ISSUE 18.9.F • 2021-03-08
The AskWoody Newsletter

In this issue

QUICK TIP: Using Windows 10 Quick Assist in reverse


Additional articles in the PLUS issue

LANGALIST: Finding working drivers for an older PC

PUBLIC DEFENDER: There are no USB cables any more

PATCH WATCH: You think you’ve been hacked?

BEST UTILITIES: Freeware Spotlight — DISM_GUI


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Using Windows 10 Quick Assist in reverse

Will Fastie

By Will Fastie

Instead of helping someone with remote control, Quick Assist can be used as a demonstration tool.

The simple difference between a screen-sharing tool (Skype, Zoom) and a remote-control tool such as Quick Assist is that the latter is one-way. Once the session is underway, the roles of the two systems involved cannot be swapped.

I explained the goal and operation of Quick Assist in my previous article for AskWoody, Windows 10 Quick Assist: Fast, simple, and free (Issue 17.46.0, 2020-11-23). The goal makes clear why Quick Assist is one-way — it is intended to allow one person to help another by gaining remote access to the recipient. The person being helped retains full control of their system, while the person helping can see everything that is happening and, if given permission, can control the remote PC.

The key to this arrangement is that all the action happens on the recipient’s PC. If the helper wants to demonstrate a procedure or software feature, and has been granted control by the recipient, the helper can grab the mouse and proceed.

But what if the demonstration involves something that the recipient’s PC does not support? Suppose the helper’s goal is to demonstrate Adobe Photoshop Elements (PSE) and the recipient does not have that program? Or something that is in Windows 10 Pro and not Windows 10 Home?

Crossing the streams

Even though this kind of demonstration is not its intended purpose, Quick Assist can be used that way. It’s not much of a trick, really, and there is only one requirement — that the person receiving the demonstration have a Microsoft account.

Will Fastie

Both parties launch Quick Assist on their respective PCs. You’ll find the utility on Windows 10’s start menu under W in the Windows Accessories folder.

The dialog to the left appears on both PCs. It is here that Quick Assist is told who is the helper and who is the recipient. And it is here that the reversal happens. The person who wishes to give the demonstration will choose Get assistance while the person viewing the demonstration will choose Give assistance.

The terminology can be confusing. The important thing to remember is that with Quick Assist, the person giving assistance is the one who views the other person’s PC. Thus to view a demonstration, that person must choose Give assistance even though that’s not what is actually happening.

From here, the rest of the connection process is relatively simple. The person “giving assistance” must log in with a Microsoft account and the person “getting assistance” (the one who is giving the demonstration) will be asked whether to grant full control or allow viewing only. The latter is the appropriate choice in this case. See my previous article for the full sequence.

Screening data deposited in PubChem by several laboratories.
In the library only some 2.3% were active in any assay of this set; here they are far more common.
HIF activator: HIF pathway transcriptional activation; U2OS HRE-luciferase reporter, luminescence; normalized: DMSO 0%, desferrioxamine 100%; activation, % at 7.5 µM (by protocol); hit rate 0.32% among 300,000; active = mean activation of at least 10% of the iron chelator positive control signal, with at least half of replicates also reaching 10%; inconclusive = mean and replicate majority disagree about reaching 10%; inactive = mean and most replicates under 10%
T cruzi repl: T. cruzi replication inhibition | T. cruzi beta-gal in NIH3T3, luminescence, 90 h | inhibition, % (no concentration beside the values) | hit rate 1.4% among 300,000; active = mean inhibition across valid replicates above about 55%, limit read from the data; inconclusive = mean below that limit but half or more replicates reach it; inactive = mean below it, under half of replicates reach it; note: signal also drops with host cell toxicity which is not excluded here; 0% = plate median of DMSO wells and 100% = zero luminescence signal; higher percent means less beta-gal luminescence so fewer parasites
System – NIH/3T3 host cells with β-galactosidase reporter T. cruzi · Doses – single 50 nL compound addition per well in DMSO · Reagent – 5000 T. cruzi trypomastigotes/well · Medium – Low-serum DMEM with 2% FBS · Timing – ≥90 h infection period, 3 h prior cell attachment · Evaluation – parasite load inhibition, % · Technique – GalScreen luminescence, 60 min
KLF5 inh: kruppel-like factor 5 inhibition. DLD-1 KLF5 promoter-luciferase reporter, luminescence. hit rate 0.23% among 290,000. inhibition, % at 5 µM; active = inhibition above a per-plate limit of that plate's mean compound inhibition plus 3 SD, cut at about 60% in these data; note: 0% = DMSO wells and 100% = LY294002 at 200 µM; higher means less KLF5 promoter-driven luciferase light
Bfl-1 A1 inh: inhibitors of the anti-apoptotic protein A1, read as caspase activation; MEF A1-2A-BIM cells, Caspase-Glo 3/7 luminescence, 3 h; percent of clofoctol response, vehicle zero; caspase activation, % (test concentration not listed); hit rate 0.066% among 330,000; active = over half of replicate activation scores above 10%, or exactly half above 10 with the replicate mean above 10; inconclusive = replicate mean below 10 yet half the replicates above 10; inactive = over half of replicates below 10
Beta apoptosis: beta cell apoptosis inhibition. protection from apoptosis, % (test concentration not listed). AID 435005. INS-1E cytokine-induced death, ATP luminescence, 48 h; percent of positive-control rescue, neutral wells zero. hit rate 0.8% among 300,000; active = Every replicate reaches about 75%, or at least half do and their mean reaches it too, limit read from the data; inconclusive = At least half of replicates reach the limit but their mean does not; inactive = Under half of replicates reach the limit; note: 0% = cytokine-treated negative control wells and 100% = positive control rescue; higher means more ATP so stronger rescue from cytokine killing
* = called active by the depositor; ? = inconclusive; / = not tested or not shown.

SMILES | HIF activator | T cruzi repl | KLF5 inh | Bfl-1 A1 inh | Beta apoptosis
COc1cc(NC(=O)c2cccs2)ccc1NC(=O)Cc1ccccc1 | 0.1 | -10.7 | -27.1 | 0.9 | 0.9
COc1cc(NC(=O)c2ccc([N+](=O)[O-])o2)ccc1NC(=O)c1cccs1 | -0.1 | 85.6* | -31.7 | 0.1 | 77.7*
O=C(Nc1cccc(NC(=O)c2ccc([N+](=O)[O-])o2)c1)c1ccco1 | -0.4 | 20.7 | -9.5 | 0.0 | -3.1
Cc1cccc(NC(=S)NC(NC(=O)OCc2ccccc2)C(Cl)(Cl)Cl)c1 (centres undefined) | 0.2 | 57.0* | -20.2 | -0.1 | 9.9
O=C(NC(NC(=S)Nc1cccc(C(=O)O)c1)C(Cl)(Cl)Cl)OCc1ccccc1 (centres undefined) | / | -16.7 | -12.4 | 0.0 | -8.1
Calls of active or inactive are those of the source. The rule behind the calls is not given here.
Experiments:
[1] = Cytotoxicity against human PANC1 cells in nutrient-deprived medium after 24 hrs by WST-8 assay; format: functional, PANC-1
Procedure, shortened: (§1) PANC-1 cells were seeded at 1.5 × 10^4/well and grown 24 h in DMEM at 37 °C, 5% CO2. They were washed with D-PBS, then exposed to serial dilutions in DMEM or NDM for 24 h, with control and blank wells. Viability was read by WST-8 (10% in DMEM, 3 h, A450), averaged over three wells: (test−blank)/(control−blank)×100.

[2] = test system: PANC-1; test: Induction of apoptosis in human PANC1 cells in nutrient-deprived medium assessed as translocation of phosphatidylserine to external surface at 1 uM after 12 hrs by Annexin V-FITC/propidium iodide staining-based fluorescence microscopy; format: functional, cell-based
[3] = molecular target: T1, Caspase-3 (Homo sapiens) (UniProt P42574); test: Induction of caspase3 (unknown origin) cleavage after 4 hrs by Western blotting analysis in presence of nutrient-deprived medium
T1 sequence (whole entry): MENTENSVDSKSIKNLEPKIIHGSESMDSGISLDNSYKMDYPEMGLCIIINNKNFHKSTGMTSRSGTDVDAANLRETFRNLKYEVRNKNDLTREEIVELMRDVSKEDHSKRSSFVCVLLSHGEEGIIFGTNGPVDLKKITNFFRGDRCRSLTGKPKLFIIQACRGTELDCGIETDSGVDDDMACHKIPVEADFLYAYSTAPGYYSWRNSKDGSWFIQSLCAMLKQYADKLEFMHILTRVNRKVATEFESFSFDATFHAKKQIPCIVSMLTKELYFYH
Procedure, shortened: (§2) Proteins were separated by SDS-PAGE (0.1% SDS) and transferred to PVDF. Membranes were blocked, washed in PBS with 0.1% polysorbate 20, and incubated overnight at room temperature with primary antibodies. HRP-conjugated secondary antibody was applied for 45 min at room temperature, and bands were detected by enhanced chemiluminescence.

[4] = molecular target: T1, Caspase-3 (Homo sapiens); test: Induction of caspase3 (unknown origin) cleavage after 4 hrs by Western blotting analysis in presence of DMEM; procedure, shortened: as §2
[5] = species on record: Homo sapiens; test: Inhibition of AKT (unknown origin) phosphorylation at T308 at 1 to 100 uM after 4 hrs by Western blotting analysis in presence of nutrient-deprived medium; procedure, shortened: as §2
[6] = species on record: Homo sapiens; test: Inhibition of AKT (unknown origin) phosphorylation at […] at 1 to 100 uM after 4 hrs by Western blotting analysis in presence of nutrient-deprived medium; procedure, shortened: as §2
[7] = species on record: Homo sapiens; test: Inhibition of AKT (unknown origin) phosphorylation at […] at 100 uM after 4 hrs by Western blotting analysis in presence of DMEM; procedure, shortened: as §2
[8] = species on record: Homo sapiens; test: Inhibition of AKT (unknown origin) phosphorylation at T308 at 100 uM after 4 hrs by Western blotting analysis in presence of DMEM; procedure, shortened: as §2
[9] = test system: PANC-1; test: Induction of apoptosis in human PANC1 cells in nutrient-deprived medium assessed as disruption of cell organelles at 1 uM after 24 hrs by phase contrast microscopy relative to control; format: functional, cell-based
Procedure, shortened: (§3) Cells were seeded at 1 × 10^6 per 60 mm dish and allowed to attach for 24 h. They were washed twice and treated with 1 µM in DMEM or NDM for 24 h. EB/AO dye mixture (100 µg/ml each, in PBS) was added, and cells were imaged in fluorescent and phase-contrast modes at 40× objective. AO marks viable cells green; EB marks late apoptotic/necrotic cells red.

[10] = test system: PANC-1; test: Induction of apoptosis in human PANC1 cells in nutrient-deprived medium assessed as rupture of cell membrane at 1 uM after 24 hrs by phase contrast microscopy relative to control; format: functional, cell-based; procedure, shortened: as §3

Once the connection process is complete, the person who chose Get assistance can begin the demonstration, and the other person will see everything.

I do wish that Quick Assist had a built-in feature to allow switching roles while a session was active. But it is not very hard to launch Quick Assist in reverse.

Questions or comments? Feedback on this article is always welcome in the AskWoody Lounge!

Will Fastie is editor in chief of the AskWoody Plus Newsletter.

Best of the Lounge


This past week, two forum threads regarding the lowering of the AskWoody MS-DEFCON level to 4 garnered the most interest. See Install the February updates, skip that Secure boot and February updates trigger few issues.


AskWoody Plus member Stargazer mentions the higher reliability he has experienced running Windows in a macOS VM, while others confirmed their difficulties with similar hardware. There is also sharp criticism of CCleaner.


Attacks on Exchange servers made the headlines last week and the forum posts reflect the concern over this issue.


AskWoody Plus member areader asked for help finding a simple relational database program similar to one he had used years ago. This triggered some reminiscing and a few suggestions. Do you have any ideas?


Opinions differ, but the forum topic is interesting. What do you think?

Stories in this week’s PAID AskWoody Plus Newsletter
Become an ASKWOODY PLUS member today!


Fred Langa

Finding working drivers for an older PC

By Fred Langa

Once a PC is no longer supported by the manufacturer, its abandoned drivers can become incompatible as new versions of Windows roll out.

Here’s one known-good way to track down a still-working driver for an older PC.


Brian Livingston

There are no USB cables any more

By Brian Livingston

It used to be that you could run any old USB cable between just about any two USB ports, and the devices on each end would simply work. But that hasn’t been true for a long, long time.


Susan Bradley

You think you’ve been hacked?

By Susan Bradley

Attackers these days are of two varieties — those that want you to know you’ve been attacked and those that don’t. The first camp is the ransomware attackers, the ones
holding your system hostage. The second type is silent, lurking inside your computer with
a nefarious goal.


Deanna McElveen

Freeware Spotlight — DISM_GUI

By Deanna McElveen

If you like fixing Windows without typing, so you can keep that Slurpee in one hand, this is the tool for you!

You’re welcome to share! Do you know someone who would benefit from the information in this newsletter? Feel free to forward it to them. And encourage them to subscribe via our online signup form — it’s completely free!

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